Reforming research culture to incentivise open data, transparency and openness
David Mellor leads the policy initiatives at the Center for Open Science. These policies underlie a strategy to improve scientific rigor by aligning academic rewards in publishing and funding with transparent research practices.
Implementing practices covered by the Transparency and Openness Promotion Guidelines (TOP) include specifying in advance how data will be collected and analysed with preregistration, conducting peer review before results are known with Registered Reports, and signaling adherence to best practices with badges.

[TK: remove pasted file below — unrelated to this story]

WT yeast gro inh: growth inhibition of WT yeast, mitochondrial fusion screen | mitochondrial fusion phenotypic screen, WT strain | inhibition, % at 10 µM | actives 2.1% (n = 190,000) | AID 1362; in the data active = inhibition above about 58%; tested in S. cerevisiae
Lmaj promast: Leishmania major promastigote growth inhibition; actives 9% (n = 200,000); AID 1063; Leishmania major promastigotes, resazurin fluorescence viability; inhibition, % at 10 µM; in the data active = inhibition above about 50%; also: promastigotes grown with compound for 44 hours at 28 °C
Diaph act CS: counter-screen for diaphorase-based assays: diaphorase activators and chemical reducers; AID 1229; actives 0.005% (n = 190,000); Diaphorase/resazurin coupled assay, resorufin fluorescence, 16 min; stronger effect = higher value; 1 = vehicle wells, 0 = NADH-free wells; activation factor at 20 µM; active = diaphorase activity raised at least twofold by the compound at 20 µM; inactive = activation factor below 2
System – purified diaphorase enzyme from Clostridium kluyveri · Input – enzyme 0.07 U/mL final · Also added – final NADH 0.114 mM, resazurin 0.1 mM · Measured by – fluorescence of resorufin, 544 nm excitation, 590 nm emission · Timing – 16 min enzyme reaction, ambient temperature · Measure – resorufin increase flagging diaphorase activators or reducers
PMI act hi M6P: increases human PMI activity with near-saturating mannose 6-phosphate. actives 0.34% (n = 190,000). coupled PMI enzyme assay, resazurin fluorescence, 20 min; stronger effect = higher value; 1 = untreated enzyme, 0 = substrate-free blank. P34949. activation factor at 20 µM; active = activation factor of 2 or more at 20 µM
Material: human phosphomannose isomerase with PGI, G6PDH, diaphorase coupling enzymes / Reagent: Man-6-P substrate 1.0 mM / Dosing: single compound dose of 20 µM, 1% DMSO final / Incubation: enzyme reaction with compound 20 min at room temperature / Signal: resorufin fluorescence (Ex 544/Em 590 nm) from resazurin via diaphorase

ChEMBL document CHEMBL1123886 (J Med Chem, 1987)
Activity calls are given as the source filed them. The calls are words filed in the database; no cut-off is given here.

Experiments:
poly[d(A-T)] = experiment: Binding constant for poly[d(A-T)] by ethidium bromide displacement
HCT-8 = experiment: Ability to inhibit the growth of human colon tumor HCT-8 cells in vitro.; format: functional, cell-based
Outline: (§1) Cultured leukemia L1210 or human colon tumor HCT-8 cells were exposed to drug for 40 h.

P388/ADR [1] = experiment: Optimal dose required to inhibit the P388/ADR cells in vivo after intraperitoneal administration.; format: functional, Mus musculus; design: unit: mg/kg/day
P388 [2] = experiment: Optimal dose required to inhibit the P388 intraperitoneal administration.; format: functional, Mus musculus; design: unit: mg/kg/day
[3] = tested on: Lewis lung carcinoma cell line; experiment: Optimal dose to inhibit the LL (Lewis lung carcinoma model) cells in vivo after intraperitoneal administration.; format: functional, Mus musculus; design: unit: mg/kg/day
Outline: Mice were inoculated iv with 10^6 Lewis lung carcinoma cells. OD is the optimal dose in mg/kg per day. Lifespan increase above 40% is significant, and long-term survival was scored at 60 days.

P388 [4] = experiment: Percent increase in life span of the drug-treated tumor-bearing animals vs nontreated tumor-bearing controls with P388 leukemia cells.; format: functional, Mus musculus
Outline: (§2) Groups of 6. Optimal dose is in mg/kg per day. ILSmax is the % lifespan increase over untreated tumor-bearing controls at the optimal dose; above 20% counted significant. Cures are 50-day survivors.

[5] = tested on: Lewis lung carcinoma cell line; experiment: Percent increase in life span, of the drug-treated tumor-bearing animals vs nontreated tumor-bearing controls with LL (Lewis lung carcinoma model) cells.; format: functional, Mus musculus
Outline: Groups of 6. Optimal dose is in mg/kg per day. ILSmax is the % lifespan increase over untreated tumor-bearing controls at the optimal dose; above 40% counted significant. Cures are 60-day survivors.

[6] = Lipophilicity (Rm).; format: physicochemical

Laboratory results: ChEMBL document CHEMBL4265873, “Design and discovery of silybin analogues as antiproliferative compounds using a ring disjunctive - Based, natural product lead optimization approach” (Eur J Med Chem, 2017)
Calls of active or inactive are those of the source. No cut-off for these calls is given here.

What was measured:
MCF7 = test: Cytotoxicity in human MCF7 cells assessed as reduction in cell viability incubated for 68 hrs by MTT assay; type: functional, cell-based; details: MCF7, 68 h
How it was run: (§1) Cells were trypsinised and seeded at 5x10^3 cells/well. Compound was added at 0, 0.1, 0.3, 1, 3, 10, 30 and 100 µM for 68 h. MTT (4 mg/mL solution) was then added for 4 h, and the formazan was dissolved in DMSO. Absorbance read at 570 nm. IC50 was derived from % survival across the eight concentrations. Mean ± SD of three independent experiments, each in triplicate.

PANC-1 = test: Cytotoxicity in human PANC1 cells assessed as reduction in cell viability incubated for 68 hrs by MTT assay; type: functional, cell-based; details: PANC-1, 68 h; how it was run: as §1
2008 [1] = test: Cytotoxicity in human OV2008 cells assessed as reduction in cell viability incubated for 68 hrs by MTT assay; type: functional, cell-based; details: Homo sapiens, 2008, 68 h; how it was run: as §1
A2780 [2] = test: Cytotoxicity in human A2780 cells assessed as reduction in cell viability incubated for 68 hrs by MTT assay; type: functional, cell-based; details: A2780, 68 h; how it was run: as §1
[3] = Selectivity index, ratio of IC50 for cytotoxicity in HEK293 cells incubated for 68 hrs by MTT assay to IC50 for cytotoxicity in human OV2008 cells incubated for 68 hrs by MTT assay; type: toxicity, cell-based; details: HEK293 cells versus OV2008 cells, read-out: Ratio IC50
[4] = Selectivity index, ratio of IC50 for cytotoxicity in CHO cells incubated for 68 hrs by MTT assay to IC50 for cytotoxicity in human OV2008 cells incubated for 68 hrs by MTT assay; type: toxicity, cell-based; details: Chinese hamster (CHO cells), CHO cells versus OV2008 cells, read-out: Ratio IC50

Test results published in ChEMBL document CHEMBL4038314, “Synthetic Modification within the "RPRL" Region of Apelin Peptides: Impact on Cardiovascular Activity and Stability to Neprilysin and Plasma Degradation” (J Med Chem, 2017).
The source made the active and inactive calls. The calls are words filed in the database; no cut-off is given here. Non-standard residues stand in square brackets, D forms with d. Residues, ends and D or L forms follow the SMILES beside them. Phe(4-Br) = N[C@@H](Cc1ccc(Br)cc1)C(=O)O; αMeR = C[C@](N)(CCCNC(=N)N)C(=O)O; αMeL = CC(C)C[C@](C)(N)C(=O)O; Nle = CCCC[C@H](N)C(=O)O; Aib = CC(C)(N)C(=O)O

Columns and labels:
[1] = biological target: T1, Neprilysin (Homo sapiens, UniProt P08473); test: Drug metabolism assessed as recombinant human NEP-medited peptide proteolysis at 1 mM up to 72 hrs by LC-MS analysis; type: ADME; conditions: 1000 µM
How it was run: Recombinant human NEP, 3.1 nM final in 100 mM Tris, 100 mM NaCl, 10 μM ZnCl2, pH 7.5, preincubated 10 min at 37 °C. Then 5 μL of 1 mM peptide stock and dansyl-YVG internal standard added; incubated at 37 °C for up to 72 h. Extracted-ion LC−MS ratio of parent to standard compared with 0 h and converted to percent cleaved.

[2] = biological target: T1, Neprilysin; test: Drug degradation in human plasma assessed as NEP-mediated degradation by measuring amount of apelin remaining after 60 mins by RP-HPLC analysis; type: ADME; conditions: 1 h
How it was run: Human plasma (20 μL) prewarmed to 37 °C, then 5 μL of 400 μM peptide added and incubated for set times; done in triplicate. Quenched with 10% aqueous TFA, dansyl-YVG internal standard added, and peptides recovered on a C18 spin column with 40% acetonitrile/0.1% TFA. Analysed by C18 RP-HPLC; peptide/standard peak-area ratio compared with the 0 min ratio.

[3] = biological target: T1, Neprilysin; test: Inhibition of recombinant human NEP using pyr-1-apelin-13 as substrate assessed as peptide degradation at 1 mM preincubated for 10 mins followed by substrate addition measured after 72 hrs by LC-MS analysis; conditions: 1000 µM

David received his Ph.D. in Ecology and Evolution from Rutgers University. His research interests cover the behavioral ecology of cichlid fish, citizen science, and reproducibility. Find him online at @EvoMellor.
In this episode:
- You believe that the research culture in academia needs to be reformed. What areas are most problematic and what kind of reform do you have in mind?
- In order to make research transparent and reproducible, there needs to be infrastructure to support it. What type of infrastructure do we need?
- Going forward what can publishers do to help researchers share their data?
- What do you see to be the main benefits of data sharing and why would you encourage researchers to do it more?
- How can we encourage more data sharing amongst the research community and why do you think there is a pushback?